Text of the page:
China’s economy stumbled last year to its lowest growth rate in almost 30 years after the tit-for-tat trade war with the US took its toll on manufacturing output and consumer spending.
The world’s second-largest economic power grew by 6.1% in 2019, down from 6.8% in 2018, and the lowest rate in 29 years.
However, investors cheered an apparent turnaround in fortunes following better-than-expected industrial output and retail sales figures for December, sending stock markets in Asia, Europe and the Americas higher.
The roots of the dispute come from US president Donald Trump’s “America first” project to protect the US’ position as the world’s leading economy, while encouraging businesses to hire more workers in the US and to manufacture their products there.
Trump complains of a large trade deficit with China, which he views as a symbol of the US’s decline as a manufacturing powerhouse. Chinese imports to the US totalled $539.5bn last year, while $120.3bn was sold the other way – leaving a trade deficit of $419.2bn.
The president has accused Beijing of “unfair” trade policies, including allowing the theft of US companies’ intellectual property. The threat of import tariffs on Chinese goods is being used as leverage in talks where Trump is seeking changes to Beijing’s trade policy.
Tariffs have been imposed by Washington on some Chinese goods sold in the US for about a year. They came on top of broader tariffs used by Trump that have hit China and other trading partners such as the EU, Canada and Mexico, on goods including steel and aluminium.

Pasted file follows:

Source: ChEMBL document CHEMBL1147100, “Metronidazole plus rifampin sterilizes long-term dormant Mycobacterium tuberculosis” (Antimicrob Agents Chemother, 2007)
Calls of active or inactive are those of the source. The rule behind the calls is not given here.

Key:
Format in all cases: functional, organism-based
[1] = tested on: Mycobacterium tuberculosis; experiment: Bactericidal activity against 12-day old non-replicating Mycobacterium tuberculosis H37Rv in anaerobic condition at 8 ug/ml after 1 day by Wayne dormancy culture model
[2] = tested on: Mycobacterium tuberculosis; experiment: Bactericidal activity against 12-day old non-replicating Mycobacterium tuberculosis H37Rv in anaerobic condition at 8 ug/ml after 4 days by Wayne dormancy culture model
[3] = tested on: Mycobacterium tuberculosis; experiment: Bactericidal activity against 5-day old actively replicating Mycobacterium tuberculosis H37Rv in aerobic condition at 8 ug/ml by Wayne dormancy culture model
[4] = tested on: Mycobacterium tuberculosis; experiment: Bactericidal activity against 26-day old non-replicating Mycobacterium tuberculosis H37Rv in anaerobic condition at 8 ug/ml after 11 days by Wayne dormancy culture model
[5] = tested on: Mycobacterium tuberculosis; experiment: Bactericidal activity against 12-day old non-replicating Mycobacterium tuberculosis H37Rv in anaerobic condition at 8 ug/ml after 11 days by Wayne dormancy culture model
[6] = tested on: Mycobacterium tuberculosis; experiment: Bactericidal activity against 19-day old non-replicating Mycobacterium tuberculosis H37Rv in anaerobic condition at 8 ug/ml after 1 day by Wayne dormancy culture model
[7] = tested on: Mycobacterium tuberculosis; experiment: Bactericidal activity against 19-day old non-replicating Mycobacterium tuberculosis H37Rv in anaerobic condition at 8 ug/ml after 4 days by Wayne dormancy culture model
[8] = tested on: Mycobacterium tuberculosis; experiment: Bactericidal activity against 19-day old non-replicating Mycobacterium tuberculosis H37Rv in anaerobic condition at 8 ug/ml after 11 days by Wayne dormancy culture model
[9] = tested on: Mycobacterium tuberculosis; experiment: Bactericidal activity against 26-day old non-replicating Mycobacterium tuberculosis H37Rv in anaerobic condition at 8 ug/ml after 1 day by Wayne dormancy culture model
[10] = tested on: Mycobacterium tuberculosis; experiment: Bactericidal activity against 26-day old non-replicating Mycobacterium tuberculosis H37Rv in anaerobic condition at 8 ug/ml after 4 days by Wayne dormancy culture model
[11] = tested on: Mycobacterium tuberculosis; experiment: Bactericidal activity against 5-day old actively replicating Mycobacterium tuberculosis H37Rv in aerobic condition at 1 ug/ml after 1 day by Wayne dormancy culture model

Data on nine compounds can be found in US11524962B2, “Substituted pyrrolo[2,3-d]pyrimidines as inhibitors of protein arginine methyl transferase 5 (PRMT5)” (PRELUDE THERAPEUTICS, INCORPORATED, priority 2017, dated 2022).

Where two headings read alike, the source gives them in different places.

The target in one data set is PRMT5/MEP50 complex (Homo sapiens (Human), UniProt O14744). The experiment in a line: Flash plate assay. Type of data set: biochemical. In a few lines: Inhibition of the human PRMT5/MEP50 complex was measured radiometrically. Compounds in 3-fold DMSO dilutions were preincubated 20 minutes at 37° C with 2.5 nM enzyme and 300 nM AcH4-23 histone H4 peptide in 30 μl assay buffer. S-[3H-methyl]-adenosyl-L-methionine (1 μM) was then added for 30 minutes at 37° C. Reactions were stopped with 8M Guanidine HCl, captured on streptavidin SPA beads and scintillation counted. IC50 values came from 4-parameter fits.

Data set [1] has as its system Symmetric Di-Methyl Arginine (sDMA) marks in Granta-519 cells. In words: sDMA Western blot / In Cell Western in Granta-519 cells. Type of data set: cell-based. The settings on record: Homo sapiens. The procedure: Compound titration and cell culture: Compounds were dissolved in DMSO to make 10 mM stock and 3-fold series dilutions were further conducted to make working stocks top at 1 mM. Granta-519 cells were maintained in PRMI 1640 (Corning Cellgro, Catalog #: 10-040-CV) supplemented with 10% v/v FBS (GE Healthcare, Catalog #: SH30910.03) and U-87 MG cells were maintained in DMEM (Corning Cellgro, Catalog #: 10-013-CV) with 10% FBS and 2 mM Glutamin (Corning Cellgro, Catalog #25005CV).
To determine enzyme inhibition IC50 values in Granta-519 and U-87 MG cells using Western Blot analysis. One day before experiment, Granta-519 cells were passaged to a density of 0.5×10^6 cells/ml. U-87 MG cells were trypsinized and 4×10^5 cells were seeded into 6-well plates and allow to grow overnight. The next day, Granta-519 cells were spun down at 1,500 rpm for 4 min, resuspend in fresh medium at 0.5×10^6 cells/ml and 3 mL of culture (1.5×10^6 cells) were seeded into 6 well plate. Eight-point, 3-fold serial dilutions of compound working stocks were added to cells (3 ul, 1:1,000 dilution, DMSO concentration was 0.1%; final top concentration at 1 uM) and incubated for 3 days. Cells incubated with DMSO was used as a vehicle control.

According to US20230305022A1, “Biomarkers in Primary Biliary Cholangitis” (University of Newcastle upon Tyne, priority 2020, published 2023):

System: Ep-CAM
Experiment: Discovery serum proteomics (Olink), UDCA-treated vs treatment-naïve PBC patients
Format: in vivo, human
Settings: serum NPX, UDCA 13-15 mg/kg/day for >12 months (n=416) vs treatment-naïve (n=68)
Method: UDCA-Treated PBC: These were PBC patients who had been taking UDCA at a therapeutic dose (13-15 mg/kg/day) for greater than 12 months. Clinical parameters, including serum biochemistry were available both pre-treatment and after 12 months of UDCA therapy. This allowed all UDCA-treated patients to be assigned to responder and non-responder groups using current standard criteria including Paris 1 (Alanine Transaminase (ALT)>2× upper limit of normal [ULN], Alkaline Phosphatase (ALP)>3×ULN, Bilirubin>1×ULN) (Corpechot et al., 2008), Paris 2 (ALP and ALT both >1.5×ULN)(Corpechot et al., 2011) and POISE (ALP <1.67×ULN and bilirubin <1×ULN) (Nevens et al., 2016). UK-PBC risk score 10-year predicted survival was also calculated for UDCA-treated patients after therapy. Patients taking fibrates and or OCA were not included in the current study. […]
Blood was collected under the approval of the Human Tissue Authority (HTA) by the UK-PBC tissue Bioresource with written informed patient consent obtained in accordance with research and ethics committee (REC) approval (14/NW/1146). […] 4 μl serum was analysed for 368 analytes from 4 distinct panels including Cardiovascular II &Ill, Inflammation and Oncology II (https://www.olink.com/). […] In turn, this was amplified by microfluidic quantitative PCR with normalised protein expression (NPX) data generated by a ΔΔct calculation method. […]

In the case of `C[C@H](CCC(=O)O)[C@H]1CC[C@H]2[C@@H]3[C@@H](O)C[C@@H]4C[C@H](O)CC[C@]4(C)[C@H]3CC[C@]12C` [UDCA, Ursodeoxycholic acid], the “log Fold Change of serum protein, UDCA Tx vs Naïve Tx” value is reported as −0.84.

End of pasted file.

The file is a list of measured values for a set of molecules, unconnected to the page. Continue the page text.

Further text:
In May 2019 the US president further ratcheted up existing import tariffs of 10% on $200bn (£153bn) of Chinese goods sold in the US to 25%, hitting everything on a long list of products. Trump has previously warned that 25% tariffs could be slapped on a further $325bn of goods – which would mean all Chinese imports being covered by tariffs.
However, talks in November 2019 aimed at easing tensions were welcomed as the beginning of a thaw in the trade war between the two nations.
The main international markets were all positive following signs of improved business and consumer confidence in China, with Britain’s FTSE 100 gaining 71 points or almost 1%.
Ricardo Evangelista, senior analyst at ActivTrades, said optimism was spreading across the City of London about China’s ability to ride out the turmoil caused by Trump’s tariff hikes on Chinese imports.
“The positivity came mainly from China, where industrial production and retail sales both exceeded the forecast, appearing to signal the turn of a corner for the growth of the Chinese economy,” he said.
The US and China signed a first stage trade deal earlier this week that was characterised by analysts as a truce, after it signalled a limit on tariffs but left many in place.
Investors are hoping that the deal, although limited, could help thaw relations.
China’s industrial production grew 6.9% year-on-year in December, which was the strongest in nine months. Retail sales grew by 8%, which was also stronger than expected, while fixed-asset investment beat forecasts with 5.4% growth.
Jim Reid, a fixed-income analyst at Deutsche Bank, said: “Overall a strong set of December numbers came out from China pointing to a gradual recovery in economic activity.”